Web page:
If information is power, then many taxpayers are powerless.
The agency’s online account system, as I reported last year, is a hot mess. Fewer than half of the individuals who tried to establish an online account with the Internal Revenue Service succeeded, according to Erin M. Collins, the National Taxpayer Advocate.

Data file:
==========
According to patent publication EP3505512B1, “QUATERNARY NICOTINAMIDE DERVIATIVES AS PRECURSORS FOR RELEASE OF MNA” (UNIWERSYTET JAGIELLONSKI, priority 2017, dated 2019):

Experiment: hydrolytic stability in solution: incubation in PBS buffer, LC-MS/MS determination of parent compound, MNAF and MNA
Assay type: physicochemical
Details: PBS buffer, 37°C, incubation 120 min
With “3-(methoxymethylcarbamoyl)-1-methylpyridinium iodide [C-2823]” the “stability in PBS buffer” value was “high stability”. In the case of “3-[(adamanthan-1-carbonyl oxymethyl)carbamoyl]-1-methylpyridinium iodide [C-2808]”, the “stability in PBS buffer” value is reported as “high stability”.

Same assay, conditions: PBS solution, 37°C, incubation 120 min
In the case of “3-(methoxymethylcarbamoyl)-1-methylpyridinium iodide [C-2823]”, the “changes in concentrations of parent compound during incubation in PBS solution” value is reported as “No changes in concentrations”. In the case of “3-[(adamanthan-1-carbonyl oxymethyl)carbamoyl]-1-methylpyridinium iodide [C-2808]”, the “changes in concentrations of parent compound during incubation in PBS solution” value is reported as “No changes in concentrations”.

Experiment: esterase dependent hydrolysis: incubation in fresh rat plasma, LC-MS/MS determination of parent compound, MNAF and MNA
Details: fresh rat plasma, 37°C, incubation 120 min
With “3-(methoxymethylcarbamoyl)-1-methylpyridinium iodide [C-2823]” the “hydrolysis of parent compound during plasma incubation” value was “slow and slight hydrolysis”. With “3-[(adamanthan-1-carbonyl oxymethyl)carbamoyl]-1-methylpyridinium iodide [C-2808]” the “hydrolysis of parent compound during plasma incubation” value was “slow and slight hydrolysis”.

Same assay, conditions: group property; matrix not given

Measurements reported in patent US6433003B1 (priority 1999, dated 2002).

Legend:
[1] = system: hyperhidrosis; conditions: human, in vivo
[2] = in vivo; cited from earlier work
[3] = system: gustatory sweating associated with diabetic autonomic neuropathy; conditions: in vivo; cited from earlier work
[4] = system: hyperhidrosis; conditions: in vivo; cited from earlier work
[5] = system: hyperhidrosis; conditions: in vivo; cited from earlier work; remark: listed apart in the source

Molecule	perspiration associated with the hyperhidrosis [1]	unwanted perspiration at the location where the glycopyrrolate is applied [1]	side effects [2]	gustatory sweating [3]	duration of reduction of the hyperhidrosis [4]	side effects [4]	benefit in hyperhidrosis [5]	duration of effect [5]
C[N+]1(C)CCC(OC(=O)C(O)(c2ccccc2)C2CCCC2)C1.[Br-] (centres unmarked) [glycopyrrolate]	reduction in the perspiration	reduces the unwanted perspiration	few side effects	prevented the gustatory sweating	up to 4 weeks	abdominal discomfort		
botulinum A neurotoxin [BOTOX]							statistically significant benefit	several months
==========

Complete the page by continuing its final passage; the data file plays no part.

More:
To help improve that access record and improve the security in setting up an account, the agency brought in the private company ID.me to register people. The launch was immediately criticized because it required taxpayers to scan their faces to create an ID.me IRS account.
The IRS backed off that facial recognition requirement, while still moving ahead with the ID.me authentication platform. The turnabout is causing some confusion. So, here’s what you need to know if you have a legacy IRS account or need to create a new one with ID.me.